But Koch’s success has not been without incident. Last year his company was the subject of attack advertisements by Anheuser-Busch, producer of about 50 percent of America’s beer, including the market leader, Budweiser. Anheuser-Busch accused BBC of misleading consumers by claiming its beer is produced by a local brewery when, Anheuser-Busch alleged, it actually is produced by contract brewers throughout the country. BBC filed a complaint against Anheuser-Busch about the ads with the Better Business Bureau, and after one of the longest cases in its history, the Bureau ruled in April in favor of BBC, calling the Anheuser-Busch ads inaccurate and unfounded. Did Koch’s legal background help play a part in the victory? "If there’s one thing I learned from law school, it’s that a man who represents himself has a fool for a client," says Koch. "I knew enough to hire a lawyer."

- Michael Chmura

Alaska’s Landlord


Deborah Williams ’78 (Pictured on the left with Secretary of the Interior Bruce Babbitt '65 in the National Petroleum Reserve in Alaska) has been enamored of Alaska’s beauty and untrampled wilderness since a family camping trip to the state when she was 15. Today as special assistant in Alaska to Secretary of the Interior Bruce Babbitt ’65 she is charged with resolving land and resource disputes for the state’s 130 million acres of national parks and refuges and 90 million acres of other federal public lands. Most of the parks and refuges were created 11 years ago by the Alaska National Interest Lands Conservation Act (ANILCA), an historic piece of legislation that Williams worked on while in the Department of Interior Solicitor’s Honors program in Washington, D.C., during her first years after law school. A former attorney with a background as an environmental advocate and a founder of the Harvard Law School Environmental Law Review, Williams has been praised by both developers and environmentalists for her consensus-building skills.

During the past three years she has been at the center of escalating controversies involving such issues as federal subsistence management of fish and game, the Trans-Alaska pipeline, and road development through prime refuges and park habitats. One of the most intense current debates concerns whether to open the National Petroleum Reserve-Alaska, a 23-million-acre chunk of land at the northernmost edge of the United States, to commercial oil leasing. An important ecological resource and a potentially rich source for oil, the reserve is also home to 6,000 Alaskan natives. "The Department of the Interior must weigh this important natural resource, while keeping in mind Alaska Natives’ concerns that oil drilling might impede hunting or cause other damage to the environment in which they live," says Williams, who toured the area with Babbitt this summer. When she is not in the field, Williams is on the phone, handling as many as 50 calls per day, frequently organizing large conference calls to coordinate activities among numerous Department of Interior bureaus on subjects from Indian affairs to minerals management. She keeps communication lines open between local, state, and federal officials on the latest resource management issues.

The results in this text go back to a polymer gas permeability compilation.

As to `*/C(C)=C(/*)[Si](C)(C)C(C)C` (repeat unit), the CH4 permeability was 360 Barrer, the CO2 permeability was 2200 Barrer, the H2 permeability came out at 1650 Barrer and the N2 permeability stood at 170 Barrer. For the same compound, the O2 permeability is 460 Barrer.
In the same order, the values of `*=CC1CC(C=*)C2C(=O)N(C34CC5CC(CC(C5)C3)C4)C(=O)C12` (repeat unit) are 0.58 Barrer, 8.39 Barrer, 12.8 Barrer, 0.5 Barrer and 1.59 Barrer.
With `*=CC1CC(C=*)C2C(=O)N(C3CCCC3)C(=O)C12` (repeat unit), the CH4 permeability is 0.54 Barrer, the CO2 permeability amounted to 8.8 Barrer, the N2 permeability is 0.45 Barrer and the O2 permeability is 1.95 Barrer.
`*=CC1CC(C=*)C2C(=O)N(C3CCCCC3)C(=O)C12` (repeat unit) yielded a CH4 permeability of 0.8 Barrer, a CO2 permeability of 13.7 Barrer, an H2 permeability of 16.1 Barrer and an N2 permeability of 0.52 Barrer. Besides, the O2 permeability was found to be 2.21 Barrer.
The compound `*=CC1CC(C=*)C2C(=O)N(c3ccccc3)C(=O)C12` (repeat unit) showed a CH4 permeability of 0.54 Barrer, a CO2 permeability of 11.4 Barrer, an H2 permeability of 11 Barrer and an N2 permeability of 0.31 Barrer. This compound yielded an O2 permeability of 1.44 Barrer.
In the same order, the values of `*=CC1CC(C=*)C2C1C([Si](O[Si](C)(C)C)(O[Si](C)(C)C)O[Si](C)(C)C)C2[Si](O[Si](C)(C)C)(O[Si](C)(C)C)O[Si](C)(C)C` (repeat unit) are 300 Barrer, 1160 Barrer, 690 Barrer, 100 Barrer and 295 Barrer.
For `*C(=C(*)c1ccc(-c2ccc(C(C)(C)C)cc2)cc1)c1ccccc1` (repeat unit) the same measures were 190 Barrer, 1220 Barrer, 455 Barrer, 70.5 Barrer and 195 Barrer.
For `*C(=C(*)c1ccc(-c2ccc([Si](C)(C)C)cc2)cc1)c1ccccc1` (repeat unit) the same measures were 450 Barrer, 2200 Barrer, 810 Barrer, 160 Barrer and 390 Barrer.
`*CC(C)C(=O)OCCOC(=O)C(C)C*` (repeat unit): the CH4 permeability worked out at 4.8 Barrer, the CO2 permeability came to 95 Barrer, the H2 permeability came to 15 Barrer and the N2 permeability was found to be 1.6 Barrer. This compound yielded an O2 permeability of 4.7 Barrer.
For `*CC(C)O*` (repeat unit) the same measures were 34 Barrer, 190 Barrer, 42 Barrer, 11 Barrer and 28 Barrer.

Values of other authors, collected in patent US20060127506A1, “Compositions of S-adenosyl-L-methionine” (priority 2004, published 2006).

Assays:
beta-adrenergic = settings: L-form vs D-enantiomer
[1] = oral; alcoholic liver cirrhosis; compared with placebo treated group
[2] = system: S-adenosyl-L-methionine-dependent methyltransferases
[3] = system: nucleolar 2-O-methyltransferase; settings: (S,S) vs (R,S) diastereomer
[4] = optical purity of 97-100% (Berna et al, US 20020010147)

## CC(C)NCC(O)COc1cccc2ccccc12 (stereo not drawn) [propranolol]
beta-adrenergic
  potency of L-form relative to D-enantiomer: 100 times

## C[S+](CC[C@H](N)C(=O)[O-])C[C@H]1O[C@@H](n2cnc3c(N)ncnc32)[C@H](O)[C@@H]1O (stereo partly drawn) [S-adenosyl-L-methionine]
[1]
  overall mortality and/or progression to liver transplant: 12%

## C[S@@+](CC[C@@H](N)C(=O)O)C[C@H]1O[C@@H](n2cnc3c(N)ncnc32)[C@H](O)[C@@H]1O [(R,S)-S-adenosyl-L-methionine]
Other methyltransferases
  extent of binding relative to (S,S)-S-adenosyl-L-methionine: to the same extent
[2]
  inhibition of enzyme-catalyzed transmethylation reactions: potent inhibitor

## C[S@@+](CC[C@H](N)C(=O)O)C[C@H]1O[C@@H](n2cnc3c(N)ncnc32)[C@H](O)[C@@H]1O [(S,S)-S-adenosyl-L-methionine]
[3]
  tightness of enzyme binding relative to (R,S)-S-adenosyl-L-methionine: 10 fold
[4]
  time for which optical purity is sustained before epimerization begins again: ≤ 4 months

"How we manage and protect the land in Alaska has an impact on the lower 48 states and other parts of the world," says Williams, noting that 88 percent of all U.S. refuge land, and 70 percent of the U.S. national parks, are located in the state. "Abundant wildlife including over 100 million migratory birds who winter in places like South America, Mexico, Florida, and south Texas make their home in regions of Alaska."

Says Williams, "Where else but in Alaska could I find the challenges and excitement of playing such a central role in helping to manage some of the world’s most important ecosystems?"

- Linda Grant

Lee’s Winning BET


In the late 1970s corporate law was not thought to be relevant to the minority community, says Debra Lee ’80, president and chief operating officer of Black Entertainment Television Holdings Inc. (BET). In fact, when she ran BET’s legal department in the mid-1980s, she recalls, it was hard to find minority attorneys in corporate law. But as the number of minority companies in the United States has increased, so has the demand for minority lawyers — including corporate counsel.

Lee’s pioneering efforts were recognized this June when she was the keynote speaker at the first annual dinner and reception of the Minority Corporate Counsel Association in Washington, D.C. The association is a national, non-profit organization created to promote the advancement of attorneys of color in corporate law departments.

Lee joined BET as vice president and general counsel in 1986 after nearly five years with the Washington, D.C.-based communications law firm Steptoe & Johnson. She started the legal department at BET, and as that department grew, her responsibilities in the business area expanded. Eventually Lee, who also holds an M.P.P. from the Kennedy School of Government, became head of business development. She was promoted to president and chief operating officer in 1996.

Since Lee joined BET, the company has grown significantly, with new offshoots such as BET Weekend Magazine, MSBET Website, BET Soundstage Restaurant, and the G-III Apparel line. And not long ago BET was the first black company to go public, paving the way for others, according to Lee. They are no longer a small cable network, but a global multimedia company, she says.

Since her promotion Lee has been involved in the launching of BET on Jazz: The Cable Jazz Channel, for domestic and international markets, and BET Movies. "We try to keep our finger on the pulse of what’s going on in the industry in general and try to represent the interests and needs of African Americans in the industry," she says.

- Molly Colin